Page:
Unlock Your Future With Four Common Behaviors of Great Leaders

The other day I watched a television program with great interest.  It featured the leaders and innovators responsible for that period of Japan’s great economic growth. Barely a decade after the war, Japan recorded an average growth rate of 9%. Looking at the people who drove this economic growth and innovation, I was reminded of the four common behaviors of great Leaders proposed by the guru of leadership, Warren Bennis.

Professor Bennis was a well-known business administration professor who also served as an advisor to four presidents, including President Regan. He interviewed 90 prominent leaders in business, government, and academia, and he derived four common behavior. We demand these common behaviors of our leaders today, and I believe they can serve as a foundation for those who strive to promote self-examination and organizational reform.

Below are the four common behaviors of Great Leaders:

1. Vision: Provide An Exciting Vision

You need a vision that excites people and keeps their attention. During his time in office, Prime Minister Hayato Ikeda spurred on a period of high growth by introducing an “income-doubling plan” that enticed people.

According to Professor Bennis, an inspiring vision energizes people, and in return they will do everything in their power to make it a reality. It takes more than just a sales plan to attract people, and it is important to show a vision of the future that we all can embrace.

2. Meaning: Do Whatever it Takes to Make the Meaning Stick

Sharing the meaning or implications of a vision in concrete terms raises each individual’s awareness of their role in the bigger picture. It also leads to more healthy and constructive behavior. Replacing abstract talk with familiar examples or sketching out images are behaviors that help strengthen the understanding of the vision.


Part of a leader’s strategy is to do tasks and activities that inspire concrete action and behavior that align with the long-term vision. It is also necessary that they give constant feedback to team members.

3. Confidence (Trust): Set Direction and Win Trust

The decision to turn post-war Japan into a heavy industrial nation was very difficult, and at the time other nations believed it would be impossible. However, the leaders implemented a very successful plan that came to be known as “The Japan Miracle.” Through many consistent policies and heavy investments in the private sector, they accelerated Japan’s industrial restoration.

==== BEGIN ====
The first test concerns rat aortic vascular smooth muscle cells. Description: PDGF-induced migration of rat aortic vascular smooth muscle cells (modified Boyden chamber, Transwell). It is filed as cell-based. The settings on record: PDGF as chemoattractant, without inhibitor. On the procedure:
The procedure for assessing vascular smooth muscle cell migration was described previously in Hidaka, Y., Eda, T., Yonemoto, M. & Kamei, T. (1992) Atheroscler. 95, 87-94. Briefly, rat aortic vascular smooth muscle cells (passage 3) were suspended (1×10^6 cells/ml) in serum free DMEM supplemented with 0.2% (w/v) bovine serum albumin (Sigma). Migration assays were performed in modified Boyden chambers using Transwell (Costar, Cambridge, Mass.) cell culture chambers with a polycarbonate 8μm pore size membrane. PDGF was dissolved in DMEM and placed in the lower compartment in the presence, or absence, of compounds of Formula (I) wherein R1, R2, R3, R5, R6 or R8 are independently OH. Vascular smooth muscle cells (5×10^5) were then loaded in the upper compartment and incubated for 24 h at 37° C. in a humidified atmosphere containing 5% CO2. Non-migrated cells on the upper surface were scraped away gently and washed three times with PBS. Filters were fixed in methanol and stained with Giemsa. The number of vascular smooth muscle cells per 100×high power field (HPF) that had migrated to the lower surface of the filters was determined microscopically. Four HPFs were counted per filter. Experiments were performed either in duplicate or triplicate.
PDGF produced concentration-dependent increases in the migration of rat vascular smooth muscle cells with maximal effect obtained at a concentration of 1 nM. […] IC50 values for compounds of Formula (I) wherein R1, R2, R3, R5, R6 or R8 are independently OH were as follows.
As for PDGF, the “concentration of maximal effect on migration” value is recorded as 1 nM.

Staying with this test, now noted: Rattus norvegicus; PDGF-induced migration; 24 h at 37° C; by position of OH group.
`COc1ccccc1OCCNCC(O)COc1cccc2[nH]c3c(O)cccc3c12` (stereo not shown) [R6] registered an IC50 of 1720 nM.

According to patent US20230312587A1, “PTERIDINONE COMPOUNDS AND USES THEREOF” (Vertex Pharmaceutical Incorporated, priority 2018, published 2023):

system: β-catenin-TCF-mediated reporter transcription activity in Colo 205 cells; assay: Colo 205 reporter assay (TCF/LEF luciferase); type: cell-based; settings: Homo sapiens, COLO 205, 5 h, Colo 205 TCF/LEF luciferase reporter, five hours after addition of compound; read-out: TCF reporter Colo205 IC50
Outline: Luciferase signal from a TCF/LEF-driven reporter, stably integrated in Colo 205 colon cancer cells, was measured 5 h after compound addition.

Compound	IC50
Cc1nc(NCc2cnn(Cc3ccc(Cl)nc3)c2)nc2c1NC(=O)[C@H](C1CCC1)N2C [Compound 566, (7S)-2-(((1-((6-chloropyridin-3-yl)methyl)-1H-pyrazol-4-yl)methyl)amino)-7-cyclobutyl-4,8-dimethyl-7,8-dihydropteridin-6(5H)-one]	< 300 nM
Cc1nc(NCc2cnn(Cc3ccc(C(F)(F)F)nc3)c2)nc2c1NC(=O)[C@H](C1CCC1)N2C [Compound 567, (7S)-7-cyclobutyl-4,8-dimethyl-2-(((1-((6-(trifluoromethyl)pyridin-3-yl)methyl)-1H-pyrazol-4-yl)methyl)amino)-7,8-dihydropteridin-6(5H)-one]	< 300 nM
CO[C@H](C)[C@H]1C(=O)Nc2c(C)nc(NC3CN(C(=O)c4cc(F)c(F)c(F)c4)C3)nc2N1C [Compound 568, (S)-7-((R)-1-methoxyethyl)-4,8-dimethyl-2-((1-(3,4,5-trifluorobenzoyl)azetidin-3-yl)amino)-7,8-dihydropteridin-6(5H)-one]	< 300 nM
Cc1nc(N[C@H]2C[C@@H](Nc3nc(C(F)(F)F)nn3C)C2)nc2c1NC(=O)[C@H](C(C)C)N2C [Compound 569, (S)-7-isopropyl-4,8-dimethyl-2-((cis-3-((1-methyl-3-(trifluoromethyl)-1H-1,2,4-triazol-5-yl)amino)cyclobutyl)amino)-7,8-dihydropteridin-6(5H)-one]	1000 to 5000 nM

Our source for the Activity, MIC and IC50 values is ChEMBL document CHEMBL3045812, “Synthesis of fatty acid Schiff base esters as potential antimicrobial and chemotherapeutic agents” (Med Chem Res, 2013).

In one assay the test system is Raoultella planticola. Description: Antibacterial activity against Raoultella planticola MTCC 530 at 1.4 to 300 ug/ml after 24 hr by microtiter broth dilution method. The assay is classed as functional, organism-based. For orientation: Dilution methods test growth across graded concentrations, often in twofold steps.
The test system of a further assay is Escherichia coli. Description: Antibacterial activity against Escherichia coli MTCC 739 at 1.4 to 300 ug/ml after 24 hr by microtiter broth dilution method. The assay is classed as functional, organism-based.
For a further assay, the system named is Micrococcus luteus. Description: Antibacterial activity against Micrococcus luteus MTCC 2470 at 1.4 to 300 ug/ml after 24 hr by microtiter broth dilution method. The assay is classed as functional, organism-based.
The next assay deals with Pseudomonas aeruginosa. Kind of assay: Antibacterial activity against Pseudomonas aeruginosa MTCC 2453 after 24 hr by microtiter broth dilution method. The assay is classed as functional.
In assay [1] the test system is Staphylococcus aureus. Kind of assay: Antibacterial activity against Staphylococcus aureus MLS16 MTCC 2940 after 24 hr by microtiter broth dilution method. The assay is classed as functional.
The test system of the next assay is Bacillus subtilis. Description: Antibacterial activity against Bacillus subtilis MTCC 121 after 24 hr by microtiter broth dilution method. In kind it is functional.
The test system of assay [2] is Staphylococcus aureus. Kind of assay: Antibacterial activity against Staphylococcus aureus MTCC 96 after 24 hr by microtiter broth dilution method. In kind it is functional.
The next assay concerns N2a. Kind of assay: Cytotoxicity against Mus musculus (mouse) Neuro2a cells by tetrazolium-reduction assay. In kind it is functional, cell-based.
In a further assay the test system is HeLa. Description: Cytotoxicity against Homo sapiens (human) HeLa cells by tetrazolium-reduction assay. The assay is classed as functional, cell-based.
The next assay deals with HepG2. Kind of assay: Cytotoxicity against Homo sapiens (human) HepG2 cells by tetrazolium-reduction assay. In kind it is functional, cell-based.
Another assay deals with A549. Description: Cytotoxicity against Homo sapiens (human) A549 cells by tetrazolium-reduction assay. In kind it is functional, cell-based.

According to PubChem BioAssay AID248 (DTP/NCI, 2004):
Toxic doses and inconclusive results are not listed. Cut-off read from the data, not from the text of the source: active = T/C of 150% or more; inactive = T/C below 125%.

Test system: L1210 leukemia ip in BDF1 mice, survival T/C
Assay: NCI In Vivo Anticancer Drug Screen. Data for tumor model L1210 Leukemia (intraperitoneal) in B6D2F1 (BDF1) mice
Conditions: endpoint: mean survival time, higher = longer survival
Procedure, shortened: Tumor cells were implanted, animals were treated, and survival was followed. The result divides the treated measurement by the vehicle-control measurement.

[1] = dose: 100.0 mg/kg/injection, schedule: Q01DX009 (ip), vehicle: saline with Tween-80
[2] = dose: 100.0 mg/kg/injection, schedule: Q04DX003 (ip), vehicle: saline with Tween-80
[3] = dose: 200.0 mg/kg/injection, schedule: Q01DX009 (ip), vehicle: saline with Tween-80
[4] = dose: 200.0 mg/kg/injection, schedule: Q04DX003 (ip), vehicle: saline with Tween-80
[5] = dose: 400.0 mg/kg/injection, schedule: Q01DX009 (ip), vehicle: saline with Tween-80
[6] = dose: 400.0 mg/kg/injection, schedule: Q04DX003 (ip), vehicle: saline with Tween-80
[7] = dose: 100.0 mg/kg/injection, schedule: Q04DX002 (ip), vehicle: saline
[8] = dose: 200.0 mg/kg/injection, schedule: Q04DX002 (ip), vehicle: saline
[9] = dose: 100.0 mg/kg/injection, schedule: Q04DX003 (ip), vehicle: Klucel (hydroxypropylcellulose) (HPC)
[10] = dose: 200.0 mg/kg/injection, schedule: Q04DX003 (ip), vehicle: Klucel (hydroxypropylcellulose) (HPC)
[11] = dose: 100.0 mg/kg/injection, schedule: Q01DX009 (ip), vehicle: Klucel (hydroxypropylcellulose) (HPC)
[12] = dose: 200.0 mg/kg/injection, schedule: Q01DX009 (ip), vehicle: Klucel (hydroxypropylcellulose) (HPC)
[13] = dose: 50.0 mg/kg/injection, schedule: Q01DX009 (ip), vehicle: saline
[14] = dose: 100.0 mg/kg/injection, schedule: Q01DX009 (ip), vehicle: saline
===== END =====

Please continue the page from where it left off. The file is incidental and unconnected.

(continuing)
Objection and tough resistance from your peers and other people around you always accompany innovation. However they can be overcome and trust can be earned through tenacity and providing consistent results once your direction is firmly set.

4. Positive Self-Regard (Self): Treat Oneself With a Positive Attitude; Live Creatively

Great leaders don’t just emphasize their strengths; they also understand and accept their weaknesses. Treating an imperfect self positively is the driving force that gives rise to ambitious goals and great accomplishments. Moreover, leaders who view themselves positively also tend to view their team members more positively as well. As a result, the group is also positive and optimistic, and is ready to achieve the desired results.

Great leaders do not have a fear for failure. Instead, they understand that failure is an opportunity to learn, and a stepping stone to continued success.

Are the four common behaviors above something we all have from birth? I’m sure that there are some leaders for whom that is true. It is also true that we all have the ability to grow through education and life experiences. Trainers, coaches, and consultants will play a significant role in developing these characteristics in future world leaders, including those in Japan.

Reference materials
“Leaders: The Strategies for Taking Charge” (1985) Harper & Row
Warren Bennis, and Burt Nanus


Written by PH

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